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Monday, January 21, 2013

Fathers, Alabama, and Phone Calls in the Night

Dear Friends:

I ask that you indulge me for a moment as I share a story from my life that just drives home the incredible importance storytelling has for us human beings.

I received a phone call the other day from Alabama. It was one of those calls that comes at an odd hour, from a half remembered number. The way the phone rang was not right, and I knew, before I picked it up, that I was not going to enjoy the conversation - turns out I was right.

My father suffered a massive stroke and I was needed. Of course I went. The drive from Florida to Alabama is a long one. Lot's of time to think, to remember. I am sure each of you could write the story of my memories on that drive, the things about which I thought. Experiences shared and moments almost forgotten bubbling to the surface as the wheels turned and the miles rolled by.

I met my uncle at Helen Keller hospital in Sheffield Alabama around 16 hours later. The news was about what you would expect and so we began, in the practical way of our kin, to make arrangements. My father was one of eight children, 6 of whom are still alive, and most of them eighty years or older, with a couple of them in their nineties. I have more cousins than the population of some small towns, and as we began to wait for nature to take its course we gathered at my Aunt Mott's house for lunch, homemade chicken stew and cornbread, finished off with a chocolate cake made from scratch. Sweet tea was served.

As we gathered around the table we shared the stories of our family, the sum total of what it might mean to us to be a member of our Rose Garden. It is a garden filled with all sorts of flowers, and as my aunt Katie reminded us, "All of the men sure seemed to have their share of thorns, but the women were generally beautiful."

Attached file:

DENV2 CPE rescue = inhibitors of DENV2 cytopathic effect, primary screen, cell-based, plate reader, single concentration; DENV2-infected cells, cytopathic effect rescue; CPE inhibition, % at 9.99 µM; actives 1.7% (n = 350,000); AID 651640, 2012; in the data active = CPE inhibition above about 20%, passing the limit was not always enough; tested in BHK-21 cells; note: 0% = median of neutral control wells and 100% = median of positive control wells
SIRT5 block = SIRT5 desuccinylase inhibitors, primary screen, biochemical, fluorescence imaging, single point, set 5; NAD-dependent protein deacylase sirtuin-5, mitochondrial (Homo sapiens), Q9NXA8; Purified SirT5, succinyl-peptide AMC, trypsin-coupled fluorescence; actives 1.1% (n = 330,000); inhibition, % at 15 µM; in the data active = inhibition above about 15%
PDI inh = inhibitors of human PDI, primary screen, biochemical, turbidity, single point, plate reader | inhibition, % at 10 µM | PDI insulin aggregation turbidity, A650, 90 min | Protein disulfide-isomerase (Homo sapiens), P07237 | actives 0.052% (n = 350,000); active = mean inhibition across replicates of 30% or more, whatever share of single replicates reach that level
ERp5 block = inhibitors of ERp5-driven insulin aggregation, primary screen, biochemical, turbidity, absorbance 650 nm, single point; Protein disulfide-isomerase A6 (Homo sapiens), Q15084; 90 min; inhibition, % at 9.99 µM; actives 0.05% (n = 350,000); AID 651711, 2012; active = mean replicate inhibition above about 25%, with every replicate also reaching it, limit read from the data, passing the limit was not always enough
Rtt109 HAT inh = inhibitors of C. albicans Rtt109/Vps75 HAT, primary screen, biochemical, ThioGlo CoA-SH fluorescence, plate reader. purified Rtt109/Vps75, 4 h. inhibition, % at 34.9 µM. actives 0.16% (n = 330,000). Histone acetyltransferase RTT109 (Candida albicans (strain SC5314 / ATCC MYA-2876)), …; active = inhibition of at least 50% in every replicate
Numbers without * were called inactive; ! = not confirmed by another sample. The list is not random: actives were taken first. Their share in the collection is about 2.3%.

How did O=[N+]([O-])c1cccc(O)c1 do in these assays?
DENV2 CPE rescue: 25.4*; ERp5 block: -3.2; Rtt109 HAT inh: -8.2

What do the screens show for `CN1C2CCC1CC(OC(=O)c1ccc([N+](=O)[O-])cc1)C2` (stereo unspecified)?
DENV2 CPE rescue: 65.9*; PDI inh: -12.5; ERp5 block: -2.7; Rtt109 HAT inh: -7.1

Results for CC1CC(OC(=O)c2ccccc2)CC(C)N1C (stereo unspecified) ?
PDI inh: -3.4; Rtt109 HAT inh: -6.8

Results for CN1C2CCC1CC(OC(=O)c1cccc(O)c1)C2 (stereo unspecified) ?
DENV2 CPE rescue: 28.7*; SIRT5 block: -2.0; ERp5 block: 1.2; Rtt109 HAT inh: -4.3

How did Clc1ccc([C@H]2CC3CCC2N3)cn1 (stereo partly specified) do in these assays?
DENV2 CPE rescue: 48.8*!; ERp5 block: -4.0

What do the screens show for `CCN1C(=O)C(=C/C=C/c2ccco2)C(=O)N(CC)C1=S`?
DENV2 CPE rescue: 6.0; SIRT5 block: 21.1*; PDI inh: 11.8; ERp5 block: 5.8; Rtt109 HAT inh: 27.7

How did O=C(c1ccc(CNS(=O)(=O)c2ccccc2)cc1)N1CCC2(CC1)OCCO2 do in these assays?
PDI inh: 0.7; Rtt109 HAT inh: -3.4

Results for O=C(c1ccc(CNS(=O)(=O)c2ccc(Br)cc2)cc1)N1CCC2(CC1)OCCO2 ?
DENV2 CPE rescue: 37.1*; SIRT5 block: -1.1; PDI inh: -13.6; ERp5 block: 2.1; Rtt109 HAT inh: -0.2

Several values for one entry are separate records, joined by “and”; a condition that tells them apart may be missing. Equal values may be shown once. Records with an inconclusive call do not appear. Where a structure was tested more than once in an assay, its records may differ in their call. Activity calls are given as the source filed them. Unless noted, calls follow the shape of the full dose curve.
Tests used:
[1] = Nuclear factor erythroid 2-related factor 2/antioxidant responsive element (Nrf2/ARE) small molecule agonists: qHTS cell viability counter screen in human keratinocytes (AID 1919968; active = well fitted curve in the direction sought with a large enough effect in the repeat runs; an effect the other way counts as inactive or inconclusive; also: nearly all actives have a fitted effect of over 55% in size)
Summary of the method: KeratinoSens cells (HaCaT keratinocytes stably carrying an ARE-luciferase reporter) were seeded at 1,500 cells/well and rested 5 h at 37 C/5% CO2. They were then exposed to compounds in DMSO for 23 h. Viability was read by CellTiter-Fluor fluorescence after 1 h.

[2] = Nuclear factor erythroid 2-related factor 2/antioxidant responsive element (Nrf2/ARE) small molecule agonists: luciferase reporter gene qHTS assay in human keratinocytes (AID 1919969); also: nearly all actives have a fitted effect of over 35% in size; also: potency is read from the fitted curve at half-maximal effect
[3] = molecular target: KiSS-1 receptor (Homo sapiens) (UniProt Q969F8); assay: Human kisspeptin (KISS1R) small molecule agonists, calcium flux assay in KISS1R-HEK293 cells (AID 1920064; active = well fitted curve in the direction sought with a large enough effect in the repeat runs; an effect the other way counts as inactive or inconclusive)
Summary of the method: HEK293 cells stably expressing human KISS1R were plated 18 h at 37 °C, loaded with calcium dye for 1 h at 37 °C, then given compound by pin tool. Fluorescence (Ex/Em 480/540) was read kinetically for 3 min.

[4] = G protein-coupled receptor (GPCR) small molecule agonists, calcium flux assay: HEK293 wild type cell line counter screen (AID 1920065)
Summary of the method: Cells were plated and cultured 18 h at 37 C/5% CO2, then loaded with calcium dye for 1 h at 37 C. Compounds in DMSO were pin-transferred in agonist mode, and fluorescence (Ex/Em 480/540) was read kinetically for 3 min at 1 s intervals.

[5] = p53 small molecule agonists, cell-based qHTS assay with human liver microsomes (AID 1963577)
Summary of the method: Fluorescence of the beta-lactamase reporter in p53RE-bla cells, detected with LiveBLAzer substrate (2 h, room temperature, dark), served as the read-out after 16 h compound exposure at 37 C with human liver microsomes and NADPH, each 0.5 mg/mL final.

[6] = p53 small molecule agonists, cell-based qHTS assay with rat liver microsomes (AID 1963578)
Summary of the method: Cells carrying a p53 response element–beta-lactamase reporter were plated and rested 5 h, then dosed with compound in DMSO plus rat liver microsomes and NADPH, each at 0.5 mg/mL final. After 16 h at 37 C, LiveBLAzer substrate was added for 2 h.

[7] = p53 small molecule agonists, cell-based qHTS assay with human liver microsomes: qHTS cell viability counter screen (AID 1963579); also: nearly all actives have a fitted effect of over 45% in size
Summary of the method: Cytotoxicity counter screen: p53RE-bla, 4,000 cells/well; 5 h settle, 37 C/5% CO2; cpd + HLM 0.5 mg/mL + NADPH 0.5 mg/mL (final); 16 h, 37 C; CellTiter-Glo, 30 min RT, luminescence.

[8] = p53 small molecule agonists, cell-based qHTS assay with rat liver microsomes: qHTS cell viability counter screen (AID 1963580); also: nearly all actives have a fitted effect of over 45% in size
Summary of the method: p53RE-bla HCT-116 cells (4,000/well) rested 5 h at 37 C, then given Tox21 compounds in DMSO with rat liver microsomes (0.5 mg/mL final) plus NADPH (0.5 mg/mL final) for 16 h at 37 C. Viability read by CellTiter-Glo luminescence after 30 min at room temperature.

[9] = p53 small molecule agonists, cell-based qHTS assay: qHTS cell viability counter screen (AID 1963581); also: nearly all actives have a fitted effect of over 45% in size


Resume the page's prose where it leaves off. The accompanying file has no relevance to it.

The stories that flowed around that table were in and of themselves innocuous.  Some funny, some tragic, most somewheres in between the two. But that is how we remembered who we were, and redefined yet again who we are. It was how we touched the solid hearthstone of our shared lives, our family history. We told stories, about my dad, about chickens, about my grandfather, and his grandfather. About Shiloh National Park, Spring Gardens Alabama and everywhere in between. Through those stories we remembered, brought together in fellowship.

As I sat there, over a simple meal I was bathed in the glory of my people, through the stories of life they shared, trusting me to honor, to understand and to keep faith. Each and every word was a promise of love, a gift of understanding, a balm for a sad and troubled heart.

There are lots of things one does when moments come in life where loss becomes part of what it means to be alive. I have been thinking about it a lot this week, as you might imagine. In these moments the way to acceptance, to understanding, to the light, has always been through a story. In stories my father is alive, young and vibrant, with a twinkle in his eye and a knowing smile around the corner of his lips. He is standing by my grandfather, probably getting ready to go fishing. Some day, through stories, if I am a fortunate man, I will be standing there too.

Makes you think about how powerful storytelling is when we really define what it means to be a person. I think I might hold that close in my heart as we lay him in the ground this week between his mother and his brother. The next time I see you, if you ask nice, I might tell you an Alabama story that should never be put in print, but will surely make you smile.

Till then,


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